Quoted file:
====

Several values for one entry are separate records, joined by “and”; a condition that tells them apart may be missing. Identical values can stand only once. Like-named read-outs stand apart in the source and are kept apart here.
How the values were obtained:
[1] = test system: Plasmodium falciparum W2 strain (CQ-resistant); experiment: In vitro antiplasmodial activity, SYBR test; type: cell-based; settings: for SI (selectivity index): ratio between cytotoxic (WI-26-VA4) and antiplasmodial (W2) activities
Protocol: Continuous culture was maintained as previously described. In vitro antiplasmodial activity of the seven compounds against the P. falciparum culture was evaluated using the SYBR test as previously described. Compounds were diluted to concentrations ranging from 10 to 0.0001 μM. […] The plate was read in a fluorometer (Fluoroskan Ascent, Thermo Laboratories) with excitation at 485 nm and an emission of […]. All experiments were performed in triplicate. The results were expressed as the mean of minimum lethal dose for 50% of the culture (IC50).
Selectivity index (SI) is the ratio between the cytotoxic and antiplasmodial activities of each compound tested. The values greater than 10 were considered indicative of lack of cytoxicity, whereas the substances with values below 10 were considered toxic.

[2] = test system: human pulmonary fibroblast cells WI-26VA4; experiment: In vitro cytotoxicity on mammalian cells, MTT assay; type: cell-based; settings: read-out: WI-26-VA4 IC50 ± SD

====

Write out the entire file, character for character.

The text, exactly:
Several values for one entry are separate records, joined by “and”; a condition that tells them apart may be missing. Identical values can stand only once. Like-named read-outs stand apart in the source and are kept apart here.
How the values were obtained:
[1] = test system: Plasmodium falciparum W2 strain (CQ-resistant); experiment: In vitro antiplasmodial activity, SYBR test; type: cell-based; settings: for SI (selectivity index): ratio between cytotoxic (WI-26-VA4) and antiplasmodial (W2) activities
Protocol: Continuous culture was maintained as previously described. In vitro antiplasmodial activity of the seven compounds against the P. falciparum culture was evaluated using the SYBR test as previously described. Compounds were diluted to concentrations ranging from 10 to 0.0001 μM. […] The plate was read in a fluorometer (Fluoroskan Ascent, Thermo Laboratories) with excitation at 485 nm and an emission of […]. All experiments were performed in triplicate. The results were expressed as the mean of minimum lethal dose for 50% of the culture (IC50).
Selectivity index (SI) is the ratio between the cytotoxic and antiplasmodial activities of each compound tested. The values greater than 10 were considered indicative of lack of cytoxicity, whereas the substances with values below 10 were considered toxic.

[2] = test system: human pulmonary fibroblast cells WI-26VA4; experiment: In vitro cytotoxicity on mammalian cells, MTT assay; type: cell-based; settings: read-out: WI-26-VA4 IC50 ± SD